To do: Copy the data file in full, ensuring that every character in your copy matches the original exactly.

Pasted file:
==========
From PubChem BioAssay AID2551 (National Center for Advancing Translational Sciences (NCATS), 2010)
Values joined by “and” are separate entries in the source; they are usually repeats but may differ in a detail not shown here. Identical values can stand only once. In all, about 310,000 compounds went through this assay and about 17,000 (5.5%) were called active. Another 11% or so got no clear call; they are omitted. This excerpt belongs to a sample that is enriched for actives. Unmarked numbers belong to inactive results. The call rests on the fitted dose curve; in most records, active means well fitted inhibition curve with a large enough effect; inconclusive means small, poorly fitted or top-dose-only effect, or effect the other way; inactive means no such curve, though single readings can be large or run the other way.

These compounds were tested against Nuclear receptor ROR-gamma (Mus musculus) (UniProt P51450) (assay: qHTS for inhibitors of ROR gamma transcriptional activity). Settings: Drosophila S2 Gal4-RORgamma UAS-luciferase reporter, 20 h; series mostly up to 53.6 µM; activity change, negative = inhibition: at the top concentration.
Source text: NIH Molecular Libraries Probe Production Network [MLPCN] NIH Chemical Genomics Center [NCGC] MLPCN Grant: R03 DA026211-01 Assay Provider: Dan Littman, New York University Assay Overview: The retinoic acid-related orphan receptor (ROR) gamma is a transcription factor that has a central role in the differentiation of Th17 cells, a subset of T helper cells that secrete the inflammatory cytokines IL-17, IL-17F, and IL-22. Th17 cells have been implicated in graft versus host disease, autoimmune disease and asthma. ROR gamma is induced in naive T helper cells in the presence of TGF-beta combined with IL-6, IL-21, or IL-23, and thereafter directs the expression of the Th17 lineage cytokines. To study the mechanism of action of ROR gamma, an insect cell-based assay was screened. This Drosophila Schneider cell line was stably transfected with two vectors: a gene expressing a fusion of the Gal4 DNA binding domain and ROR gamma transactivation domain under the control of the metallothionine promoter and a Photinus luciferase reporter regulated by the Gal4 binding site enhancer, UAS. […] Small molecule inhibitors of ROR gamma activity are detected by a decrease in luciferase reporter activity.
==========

From PubChem BioAssay AID2551 (National Center for Advancing Translational Sciences (NCATS), 2010)
Values joined by “and” are separate entries in the source; they are usually repeats but may differ in a detail not shown here. Identical values can stand only once. In all, about 310,000 compounds went through this assay and about 17,000 (5.5%) were called active. Another 11% or so got no clear call; they are omitted. This excerpt belongs to a sample that is enriched for actives. Unmarked numbers belong to inactive results. The call rests on the fitted dose curve; in most records, active means well fitted inhibition curve with a large enough effect; inconclusive means small, poorly fitted or top-dose-only effect, or effect the other way; inactive means no such curve, though single readings can be large or run the other way.

These compounds were tested against Nuclear receptor ROR-gamma (Mus musculus) (UniProt P51450) (assay: qHTS for inhibitors of ROR gamma transcriptional activity). Settings: Drosophila S2 Gal4-RORgamma UAS-luciferase reporter, 20 h; series mostly up to 53.6 µM; activity change, negative = inhibition: at the top concentration.
Source text: NIH Molecular Libraries Probe Production Network [MLPCN] NIH Chemical Genomics Center [NCGC] MLPCN Grant: R03 DA026211-01 Assay Provider: Dan Littman, New York University Assay Overview: The retinoic acid-related orphan receptor (ROR) gamma is a transcription factor that has a central role in the differentiation of Th17 cells, a subset of T helper cells that secrete the inflammatory cytokines IL-17, IL-17F, and IL-22. Th17 cells have been implicated in graft versus host disease, autoimmune disease and asthma. ROR gamma is induced in naive T helper cells in the presence of TGF-beta combined with IL-6, IL-21, or IL-23, and thereafter directs the expression of the Th17 lineage cytokines. To study the mechanism of action of ROR gamma, an insect cell-based assay was screened. This Drosophila Schneider cell line was stably transfected with two vectors: a gene expressing a fusion of the Gal4 DNA binding domain and ROR gamma transactivation domain under the control of the metallothionine promoter and a Photinus luciferase reporter regulated by the Gal4 binding site enhancer, UAS. […] Small molecule inhibitors of ROR gamma activity are detected by a decrease in luciferase reporter activity.